GTAT’s Shareholders See $1.45 billion Disappear in a Flash GTAT’s investors by contrast are probably scratching their heads right now, wondering why they have just been hit by a ton of bricks in what appeared to be a perfectly legitimate investment. As things stand, we don’t yet know every detail of this case, but here is a brief summary: GTAT (‘GT Advanced Technologies’) is a putative maker of sapphire glass. This glass was going to be used in Apple’s new line of i-Phones, and Apple in fact advanced some $580 million to the company so it could invest in furnaces and other equipment needed to produce sapphire glass. Something seems not to have worked out as planned though, as the i-Phone 6 series was released sans sapphire glass.
Upon the release of the new i-Phones, a few analysts lowered their rating of GTAT and withdrew their ‘strong buy’ recommendations – but not all of them did. In fact, as of Friday last week, with its market cap at $1.55 billion, the stock still had three ‘buy’ ratings assigned to it by Wall Street’s bien pensants, complete with rather fanciful price targets. If you still needed proof that a great many WS analysts are of no use to investors – in a bull market you don’t need them and in a bear market you don’t want them (we concede of course that there exist numerous exceptions to this rule) – here you have it.

This post was published at Acting-Man on October 7, 2014.

To buy or not to buy

If I sit back, and close my eyes and recall the exciting days of 2010 and 2011, the recurring thought that comes to me is my desire to have bought more metal when the price was low. I recall walking through an antique store in Centerville Indiana in 2001 and noticing that one dealer had hundreds of silver coins in cardboard holders on the table top for folks to look through, picking out coins for their collections – silver coins, unwatched by security or anyone except the cashier about 30 feet away who was often distracted ringing people up. The shoplifters were after better stuff. The coins were deemed not worthy of even putting in a glass case. Silver was about 4.75 per ounce then.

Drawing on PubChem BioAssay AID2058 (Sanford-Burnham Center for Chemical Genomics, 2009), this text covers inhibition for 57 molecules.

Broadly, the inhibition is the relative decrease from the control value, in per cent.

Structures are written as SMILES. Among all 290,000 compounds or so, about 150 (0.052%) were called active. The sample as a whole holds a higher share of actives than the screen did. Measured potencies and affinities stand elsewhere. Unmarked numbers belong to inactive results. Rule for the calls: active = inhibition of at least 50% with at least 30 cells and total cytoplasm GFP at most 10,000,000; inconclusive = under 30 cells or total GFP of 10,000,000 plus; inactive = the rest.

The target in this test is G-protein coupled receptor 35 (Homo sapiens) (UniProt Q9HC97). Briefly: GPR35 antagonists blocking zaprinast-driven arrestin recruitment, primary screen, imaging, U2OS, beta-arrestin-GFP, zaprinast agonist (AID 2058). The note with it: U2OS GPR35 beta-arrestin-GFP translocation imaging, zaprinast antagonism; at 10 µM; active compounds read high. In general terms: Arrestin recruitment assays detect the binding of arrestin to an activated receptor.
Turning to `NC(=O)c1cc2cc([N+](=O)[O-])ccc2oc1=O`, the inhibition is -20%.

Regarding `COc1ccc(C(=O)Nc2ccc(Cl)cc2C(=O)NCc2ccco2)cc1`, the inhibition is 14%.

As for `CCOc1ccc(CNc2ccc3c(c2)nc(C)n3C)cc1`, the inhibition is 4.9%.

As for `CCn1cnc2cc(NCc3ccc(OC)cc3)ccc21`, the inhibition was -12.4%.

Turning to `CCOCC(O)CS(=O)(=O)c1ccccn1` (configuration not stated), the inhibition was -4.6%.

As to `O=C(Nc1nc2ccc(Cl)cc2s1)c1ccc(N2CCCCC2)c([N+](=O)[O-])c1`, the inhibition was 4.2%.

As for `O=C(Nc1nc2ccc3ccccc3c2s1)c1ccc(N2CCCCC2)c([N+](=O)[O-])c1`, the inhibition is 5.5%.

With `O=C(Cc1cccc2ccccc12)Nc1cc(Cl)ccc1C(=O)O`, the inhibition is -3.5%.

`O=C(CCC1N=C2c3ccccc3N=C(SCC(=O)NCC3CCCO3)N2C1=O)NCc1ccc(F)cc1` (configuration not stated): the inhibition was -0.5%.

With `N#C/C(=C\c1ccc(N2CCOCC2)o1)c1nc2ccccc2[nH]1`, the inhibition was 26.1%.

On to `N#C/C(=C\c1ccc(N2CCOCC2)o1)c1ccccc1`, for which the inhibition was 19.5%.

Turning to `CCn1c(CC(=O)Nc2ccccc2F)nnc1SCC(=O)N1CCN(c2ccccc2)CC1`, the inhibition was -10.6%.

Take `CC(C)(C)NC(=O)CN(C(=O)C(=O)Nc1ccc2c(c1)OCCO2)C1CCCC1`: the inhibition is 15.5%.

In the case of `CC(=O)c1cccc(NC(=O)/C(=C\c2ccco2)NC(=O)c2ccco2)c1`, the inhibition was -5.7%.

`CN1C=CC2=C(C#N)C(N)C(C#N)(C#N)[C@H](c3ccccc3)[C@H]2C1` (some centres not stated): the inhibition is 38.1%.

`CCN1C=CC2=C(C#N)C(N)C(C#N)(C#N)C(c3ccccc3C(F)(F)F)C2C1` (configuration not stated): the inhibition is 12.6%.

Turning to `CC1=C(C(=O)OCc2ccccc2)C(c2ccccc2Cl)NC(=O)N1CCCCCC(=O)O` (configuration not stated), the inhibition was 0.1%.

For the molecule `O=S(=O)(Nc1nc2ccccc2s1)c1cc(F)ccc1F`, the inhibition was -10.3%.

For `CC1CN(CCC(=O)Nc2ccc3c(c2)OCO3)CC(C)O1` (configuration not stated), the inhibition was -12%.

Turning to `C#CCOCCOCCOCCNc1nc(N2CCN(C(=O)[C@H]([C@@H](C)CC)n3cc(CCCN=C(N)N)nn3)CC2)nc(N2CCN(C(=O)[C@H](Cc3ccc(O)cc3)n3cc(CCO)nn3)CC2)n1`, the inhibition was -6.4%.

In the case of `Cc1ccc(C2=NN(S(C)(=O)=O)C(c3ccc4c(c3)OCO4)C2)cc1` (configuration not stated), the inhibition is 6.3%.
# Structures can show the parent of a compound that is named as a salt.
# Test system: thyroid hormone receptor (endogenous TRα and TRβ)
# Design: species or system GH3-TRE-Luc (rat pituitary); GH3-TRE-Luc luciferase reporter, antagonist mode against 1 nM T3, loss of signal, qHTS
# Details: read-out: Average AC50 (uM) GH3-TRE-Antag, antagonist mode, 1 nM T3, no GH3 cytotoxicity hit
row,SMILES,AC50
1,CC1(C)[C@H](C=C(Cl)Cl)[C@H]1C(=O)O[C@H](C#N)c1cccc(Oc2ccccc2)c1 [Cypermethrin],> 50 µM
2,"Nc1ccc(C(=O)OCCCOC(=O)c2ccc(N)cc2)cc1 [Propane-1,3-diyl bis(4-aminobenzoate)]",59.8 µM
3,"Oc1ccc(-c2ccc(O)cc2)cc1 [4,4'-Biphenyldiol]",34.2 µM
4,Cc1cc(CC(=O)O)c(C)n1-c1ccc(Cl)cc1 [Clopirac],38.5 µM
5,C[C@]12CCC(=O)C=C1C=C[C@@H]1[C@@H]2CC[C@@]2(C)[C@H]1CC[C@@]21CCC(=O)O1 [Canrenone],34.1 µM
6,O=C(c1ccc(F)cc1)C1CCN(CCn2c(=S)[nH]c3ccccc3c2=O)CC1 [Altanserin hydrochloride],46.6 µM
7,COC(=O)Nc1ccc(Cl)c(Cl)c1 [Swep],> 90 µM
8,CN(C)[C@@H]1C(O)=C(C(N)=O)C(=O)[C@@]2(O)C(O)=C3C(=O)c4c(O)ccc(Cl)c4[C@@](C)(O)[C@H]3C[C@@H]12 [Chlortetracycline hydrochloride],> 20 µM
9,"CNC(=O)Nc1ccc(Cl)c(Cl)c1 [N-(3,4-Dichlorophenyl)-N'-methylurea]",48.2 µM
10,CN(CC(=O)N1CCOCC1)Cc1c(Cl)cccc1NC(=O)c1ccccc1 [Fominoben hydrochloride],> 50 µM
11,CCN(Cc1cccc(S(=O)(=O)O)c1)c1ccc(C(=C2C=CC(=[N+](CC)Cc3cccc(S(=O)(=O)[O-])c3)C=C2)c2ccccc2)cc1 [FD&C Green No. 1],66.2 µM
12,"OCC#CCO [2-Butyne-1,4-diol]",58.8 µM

Oh! How I wish I had loaded the boat like some of you did!
But I didn’t, and it was another nine years before I noticed some silver coins in the display at another antique shop. This time they were with the jewelry and other ‘good stuff,’ and this time the walking liberties were priced at $8 each. I suspected something was up and finally, finally started to investigate. I started making some judicious purchases, a few ounces at a atime.
After silver topped $30, I realized I needed more, that my purchases at $24 were rather insignificant. I often sang that refrain: ‘How I wish I had bought it cheaper.’ How many of you have sang that?
The rest is history – especially the part where I loaded the boat with a credit card at over $40 per ounce.
So here we are with $17 handle silver (16-something over the weekend), with warnings from Turd and others that we may see lower prices. Meh! We have already been tortured and seeing metals priced in for less fiat just doesn’t hurt any longer. My perspectives are changing. What is valuable to me now are the things I will need when the paper system moves to its intrinsic value.

This post was published at TF Metals Report on October 7, 2014.

Silver ‘Particularly Cheap’ as ‘Blood On The Commodity Streets’

At present, those commodities appearing particularly cheap on key ratios would include silver, wheat and soybeans. Crude oil and copper prices have also fallen sharply but not to the same degree against their key ratios. Thinking fundamentally, it is also unlikely that industrial commodity prices will rise in the event that equity markets meaningfully correct to the downside in the coming months.

Source: Bloomberg, CME (Sept 12 = 100)
On the other side, there are a handful of commodities that have bucked the downtrend, but all of these can be explained with reference to extreme weather patterns or other unusual factors.